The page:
How Can God Help Me with Suicidal Thoughts?


“Elevators are like everyone else; we all have our ups and downs.” While this analogy can put a smile on our face, there is some truth to it. Everyone has happy times and sad times. Sometimes, the sad times can get pretty bad. Sometimes we just stop enjoying the things we used to enjoy; perhaps we even stop being able to enjoy anything. Sometimes we lose hope and are unable to see our way out of our current circumstances. Sometimes we even have thoughts of hurting ourselves.

In my experience, most people who have thoughts of hurting themselves do not really want to die. Instead, they just want the pain to stop, and they do not see other solutions. In other words, they have lost hope that their circumstance will ever change.

If you are experiencing those thoughts, you are not alone. In fact, your struggles were even shared by people in the Bible, which records stories of real people who went through real suffering. Some of them also had suicidal thoughts. For example, the great Jewish prophet Elijah struggled with suicidal thoughts, even at the most unlikely time. Elijah had suffered intense religious persecution by the prophets of Baal, a false god. In the story, Elijah proved Baal to be fake, and Elijah’s God, the God of the Bible, to be real. Soon after this victory, Jezebel, the king’s wife, threatened Elijah’s life. Elijah had fame and respect, and he was a prophet of God; yet, in response to this threat, he lost all hope.  He felt helpless and full of despair. In fact, he fled from his community and support system and went off by himself into the desert.

The Bible records, “But he himself went a day’s journey into the wilderness and came and sat down under a broom tree. And he asked that he might die, saying, ‘It is enough; now, O Lord, take away my life, for I am no better than my fathers’” (1 Kings 19:4).

That is how suicidal thoughts often work. While we think we see clearly, we often are unable to see the reality of our circumstances. Sometimes we isolate ourselves and wallow in our hopelessness. Perhaps we do not want to get out of bed; often we do not know what we want. We just want it to stop hurting.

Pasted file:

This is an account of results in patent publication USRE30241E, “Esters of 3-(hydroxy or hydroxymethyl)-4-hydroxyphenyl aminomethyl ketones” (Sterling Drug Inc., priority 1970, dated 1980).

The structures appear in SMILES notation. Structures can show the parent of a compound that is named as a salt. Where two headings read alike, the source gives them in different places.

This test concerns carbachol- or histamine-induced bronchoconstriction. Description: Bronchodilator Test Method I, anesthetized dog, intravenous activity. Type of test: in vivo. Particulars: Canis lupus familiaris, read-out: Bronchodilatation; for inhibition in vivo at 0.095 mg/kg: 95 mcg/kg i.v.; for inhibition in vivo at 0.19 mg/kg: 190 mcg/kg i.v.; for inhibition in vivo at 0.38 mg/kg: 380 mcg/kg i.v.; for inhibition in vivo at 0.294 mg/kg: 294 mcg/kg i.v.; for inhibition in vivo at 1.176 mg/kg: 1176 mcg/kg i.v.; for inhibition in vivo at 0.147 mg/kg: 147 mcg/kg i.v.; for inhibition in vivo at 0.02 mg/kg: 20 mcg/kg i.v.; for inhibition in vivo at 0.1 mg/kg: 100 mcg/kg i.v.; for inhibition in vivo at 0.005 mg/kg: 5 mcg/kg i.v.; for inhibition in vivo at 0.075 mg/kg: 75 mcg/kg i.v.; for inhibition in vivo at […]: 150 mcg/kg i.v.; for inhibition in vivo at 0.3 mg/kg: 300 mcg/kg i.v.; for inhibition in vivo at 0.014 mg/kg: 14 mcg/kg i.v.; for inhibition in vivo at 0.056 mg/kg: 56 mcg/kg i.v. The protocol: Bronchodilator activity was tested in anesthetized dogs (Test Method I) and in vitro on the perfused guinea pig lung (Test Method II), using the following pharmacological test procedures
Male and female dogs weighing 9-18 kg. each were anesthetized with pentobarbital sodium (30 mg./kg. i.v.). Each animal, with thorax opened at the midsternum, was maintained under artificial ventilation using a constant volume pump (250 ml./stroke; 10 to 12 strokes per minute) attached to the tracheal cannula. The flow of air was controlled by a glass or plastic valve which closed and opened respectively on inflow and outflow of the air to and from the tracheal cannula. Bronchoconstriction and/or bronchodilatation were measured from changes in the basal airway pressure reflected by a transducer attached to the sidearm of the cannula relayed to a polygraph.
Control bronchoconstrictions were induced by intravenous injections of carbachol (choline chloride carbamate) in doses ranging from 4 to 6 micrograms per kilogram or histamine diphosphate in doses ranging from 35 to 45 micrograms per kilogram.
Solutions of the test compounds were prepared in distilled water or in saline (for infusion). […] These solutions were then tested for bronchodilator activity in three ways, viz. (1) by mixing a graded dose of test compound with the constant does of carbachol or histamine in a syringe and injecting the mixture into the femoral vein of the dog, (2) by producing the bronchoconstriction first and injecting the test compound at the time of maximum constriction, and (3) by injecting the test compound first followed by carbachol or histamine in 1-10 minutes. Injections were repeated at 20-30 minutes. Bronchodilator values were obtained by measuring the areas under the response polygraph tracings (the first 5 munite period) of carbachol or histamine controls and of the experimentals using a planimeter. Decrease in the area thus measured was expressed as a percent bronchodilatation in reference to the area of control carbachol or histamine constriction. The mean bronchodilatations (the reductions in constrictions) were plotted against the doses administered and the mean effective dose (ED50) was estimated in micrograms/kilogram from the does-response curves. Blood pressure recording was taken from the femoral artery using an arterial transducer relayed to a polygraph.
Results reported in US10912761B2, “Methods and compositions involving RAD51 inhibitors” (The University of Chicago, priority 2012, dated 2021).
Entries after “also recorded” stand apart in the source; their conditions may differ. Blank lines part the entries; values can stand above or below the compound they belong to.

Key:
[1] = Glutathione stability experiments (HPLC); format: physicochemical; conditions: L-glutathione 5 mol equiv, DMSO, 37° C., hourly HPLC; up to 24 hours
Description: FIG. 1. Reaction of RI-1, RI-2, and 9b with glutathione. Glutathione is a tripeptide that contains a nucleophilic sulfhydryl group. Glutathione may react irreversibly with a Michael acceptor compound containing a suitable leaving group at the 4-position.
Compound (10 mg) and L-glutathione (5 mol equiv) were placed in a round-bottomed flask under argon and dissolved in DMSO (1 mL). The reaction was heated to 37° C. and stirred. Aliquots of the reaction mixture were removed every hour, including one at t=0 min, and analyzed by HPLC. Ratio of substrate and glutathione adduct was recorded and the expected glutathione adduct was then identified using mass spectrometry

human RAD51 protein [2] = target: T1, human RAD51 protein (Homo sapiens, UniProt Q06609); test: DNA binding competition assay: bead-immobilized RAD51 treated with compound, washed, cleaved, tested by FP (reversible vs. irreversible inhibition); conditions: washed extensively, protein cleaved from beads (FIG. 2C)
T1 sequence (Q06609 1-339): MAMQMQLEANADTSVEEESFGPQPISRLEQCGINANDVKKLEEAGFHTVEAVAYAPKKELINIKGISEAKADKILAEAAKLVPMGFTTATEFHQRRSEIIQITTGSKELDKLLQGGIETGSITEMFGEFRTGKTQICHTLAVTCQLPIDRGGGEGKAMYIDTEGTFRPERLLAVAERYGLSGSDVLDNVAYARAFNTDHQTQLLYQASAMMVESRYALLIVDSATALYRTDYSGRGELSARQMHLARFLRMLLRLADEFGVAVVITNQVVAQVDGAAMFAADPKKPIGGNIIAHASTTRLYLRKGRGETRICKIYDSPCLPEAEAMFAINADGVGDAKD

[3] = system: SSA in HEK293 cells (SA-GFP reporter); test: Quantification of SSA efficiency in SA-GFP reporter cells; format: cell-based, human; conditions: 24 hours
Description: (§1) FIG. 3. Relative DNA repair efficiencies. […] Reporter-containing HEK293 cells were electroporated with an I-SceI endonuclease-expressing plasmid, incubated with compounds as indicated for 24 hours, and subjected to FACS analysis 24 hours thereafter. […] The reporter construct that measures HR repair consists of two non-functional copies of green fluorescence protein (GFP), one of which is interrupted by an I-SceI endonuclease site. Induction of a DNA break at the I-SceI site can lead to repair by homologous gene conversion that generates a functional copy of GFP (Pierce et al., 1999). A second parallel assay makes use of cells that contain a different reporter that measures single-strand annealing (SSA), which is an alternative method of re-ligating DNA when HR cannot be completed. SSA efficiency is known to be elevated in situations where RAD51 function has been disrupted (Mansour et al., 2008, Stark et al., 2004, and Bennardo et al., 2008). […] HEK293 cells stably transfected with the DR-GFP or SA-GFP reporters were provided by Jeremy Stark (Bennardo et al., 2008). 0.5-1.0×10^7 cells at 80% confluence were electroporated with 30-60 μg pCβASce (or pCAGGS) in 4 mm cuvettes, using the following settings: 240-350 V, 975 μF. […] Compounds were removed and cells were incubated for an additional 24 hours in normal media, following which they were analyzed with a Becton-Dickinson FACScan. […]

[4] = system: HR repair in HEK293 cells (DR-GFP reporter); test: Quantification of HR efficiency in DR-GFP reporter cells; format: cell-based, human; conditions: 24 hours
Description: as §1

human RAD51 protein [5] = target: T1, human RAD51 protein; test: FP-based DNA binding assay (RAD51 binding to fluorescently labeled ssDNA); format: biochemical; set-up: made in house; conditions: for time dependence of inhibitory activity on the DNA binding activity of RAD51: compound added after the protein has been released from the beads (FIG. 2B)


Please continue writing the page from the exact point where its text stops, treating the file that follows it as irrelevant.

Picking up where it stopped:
But it was when Elijah was alone that he felt the presence of God. The Bible records, “When Elijah heard it, he wrapped his face in his cloak and went out and stood at the entrance of the cave. And behold, there came a voice to him and said, ‘What are you doing here, Elijah?’” (1 Kings 19:13).

Elijah heard the voice of God in the midst of a gentle breeze. He allowed God to speak to him right where he was. When we are feeling down, like we have no hope, perhaps it is time to call out to God. Sometimes God speaks to us in the middle of the storms of life. If we are willing to listen to and trust God, He can bring us through those storms.

Elijah went on with his life and continued to be a great prophet. God used him powerfully. God also has a plan for you and your life.

The Psalms are also a powerful place to turn when we are feeling in despair. The author of Psalm 42 wrote about a time when he was in deep despair. The psalmist wrote:

Why are you cast down, O my soul? And why are you in turmoil within me? Hope in God; for I shall again praise Him, my salvation and my God. My soul is cast down within me; therefore I remember you from the land of Jordan and of Hermon, from Mount Mizar. Deep calls to deep at the roar of your waterfalls; all your breakers and your waves have gone over me.  By day the Lord commands his steadfast love, and at night his song is with me, a prayer to the God of my life (Psalm 42:5–8).

When you are feeling suicidal and do not feel like there is a way out, know in your head and your heart that God can make a way. Allow God to speak to you, perhaps in a still, small voice. God often speaks to you through friends and others He has placed in your life. He also speaks through his Scriptures. If the thoughts get overwhelming, it is essential that you get professional help as soon as possible. Psychologists, professional counselors, clinical social workers, and other mental health professionals can be tremendous resources. If your thoughts are severe, call a suicide hotline (1-800-273-8255) or 911.

Suicide is a permanent solution to a temporary problem. Do not let those thoughts overtake you. There is a way out. Reach out to friends, others God has placed in your life, and call out to God in your despair.